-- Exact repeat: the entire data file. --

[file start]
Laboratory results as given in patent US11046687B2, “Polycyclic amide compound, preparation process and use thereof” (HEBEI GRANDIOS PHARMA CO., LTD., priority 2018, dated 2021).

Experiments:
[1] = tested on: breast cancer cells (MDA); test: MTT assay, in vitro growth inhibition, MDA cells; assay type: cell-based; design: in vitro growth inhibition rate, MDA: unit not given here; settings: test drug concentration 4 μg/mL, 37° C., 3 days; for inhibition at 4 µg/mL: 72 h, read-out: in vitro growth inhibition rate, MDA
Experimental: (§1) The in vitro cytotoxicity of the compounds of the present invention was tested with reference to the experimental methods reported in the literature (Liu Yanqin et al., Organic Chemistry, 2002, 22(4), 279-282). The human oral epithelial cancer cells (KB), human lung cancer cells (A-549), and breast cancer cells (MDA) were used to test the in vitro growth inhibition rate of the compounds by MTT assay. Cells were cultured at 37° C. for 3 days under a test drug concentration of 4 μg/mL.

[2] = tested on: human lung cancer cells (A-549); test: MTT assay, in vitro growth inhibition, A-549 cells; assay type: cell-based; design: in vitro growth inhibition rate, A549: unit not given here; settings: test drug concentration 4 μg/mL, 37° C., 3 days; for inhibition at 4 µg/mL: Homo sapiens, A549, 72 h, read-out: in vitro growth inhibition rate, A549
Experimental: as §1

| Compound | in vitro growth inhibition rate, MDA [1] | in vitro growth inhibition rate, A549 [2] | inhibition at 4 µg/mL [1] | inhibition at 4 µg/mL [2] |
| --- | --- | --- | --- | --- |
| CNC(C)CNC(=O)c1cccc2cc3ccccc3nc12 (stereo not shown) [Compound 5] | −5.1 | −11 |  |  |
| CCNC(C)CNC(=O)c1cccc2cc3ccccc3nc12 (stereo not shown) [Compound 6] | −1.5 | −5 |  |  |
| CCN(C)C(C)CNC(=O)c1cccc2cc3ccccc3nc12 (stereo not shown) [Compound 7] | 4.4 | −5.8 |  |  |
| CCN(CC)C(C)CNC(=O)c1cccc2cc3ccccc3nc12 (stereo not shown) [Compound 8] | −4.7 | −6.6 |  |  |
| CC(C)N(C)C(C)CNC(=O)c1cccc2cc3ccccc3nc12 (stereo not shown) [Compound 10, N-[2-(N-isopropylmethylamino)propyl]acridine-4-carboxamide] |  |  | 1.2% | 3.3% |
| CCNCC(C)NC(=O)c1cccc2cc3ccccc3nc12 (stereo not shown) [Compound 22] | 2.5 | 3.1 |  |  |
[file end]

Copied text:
Laboratory results as given in patent US11046687B2, “Polycyclic amide compound, preparation process and use thereof” (HEBEI GRANDIOS PHARMA CO., LTD., priority 2018, dated 2021).

Experiments:
[1] = tested on: breast cancer cells (MDA); test: MTT assay, in vitro growth inhibition, MDA cells; assay type: cell-based; design: in vitro growth inhibition rate, MDA: unit not given here; settings: test drug concentration 4 μg/mL, 37° C., 3 days; for inhibition at 4 µg/mL: 72 h, read-out: in vitro growth inhibition rate, MDA
Experimental: (§1) The in vitro cytotoxicity of the compounds of the present invention was tested with reference to the experimental methods reported in the literature (Liu Yanqin et al., Organic Chemistry, 2002, 22(4), 279-282). The human oral epithelial cancer cells (KB), human lung cancer cells (A-549), and breast cancer cells (MDA) were used to test the in vitro growth inhibition rate of the compounds by MTT assay. Cells were cultured at 37° C. for 3 days under a test drug concentration of 4 μg/mL.

[2] = tested on: human lung cancer cells (A-549); test: MTT assay, in vitro growth inhibition, A-549 cells; assay type: cell-based; design: in vitro growth inhibition rate, A549: unit not given here; settings: test drug concentration 4 μg/mL, 37° C., 3 days; for inhibition at 4 µg/mL: Homo sapiens, A549, 72 h, read-out: in vitro growth inhibition rate, A549
Experimental: as §1

| Compound | in vitro growth inhibition rate, MDA [1] | in vitro growth inhibition rate, A549 [2] | inhibition at 4 µg/mL [1] | inhibition at 4 µg/mL [2] |
| --- | --- | --- | --- | --- |
| CNC(C)CNC(=O)c1cccc2cc3ccccc3nc12 (stereo not shown) [Compound 5] | −5.1 | −11 |  |  |
| CCNC(C)CNC(=O)c1cccc2cc3ccccc3nc12 (stereo not shown) [Compound 6] | −1.5 | −5 |  |  |
| CCN(C)C(C)CNC(=O)c1cccc2cc3ccccc3nc12 (stereo not shown) [Compound 7] | 4.4 | −5.8 |  |  |
| CCN(CC)C(C)CNC(=O)c1cccc2cc3ccccc3nc12 (stereo not shown) [Compound 8] | −4.7 | −6.6 |  |  |
| CC(C)N(C)C(C)CNC(=O)c1cccc2cc3ccccc3nc12 (stereo not shown) [Compound 10, N-[2-(N-isopropylmethylamino)propyl]acridine-4-carboxamide] |  |  | 1.2% | 3.3% |
| CCNCC(C)NC(=O)c1cccc2cc3ccccc3nc12 (stereo not shown) [Compound 22] | 2.5 | 3.1 |  |  |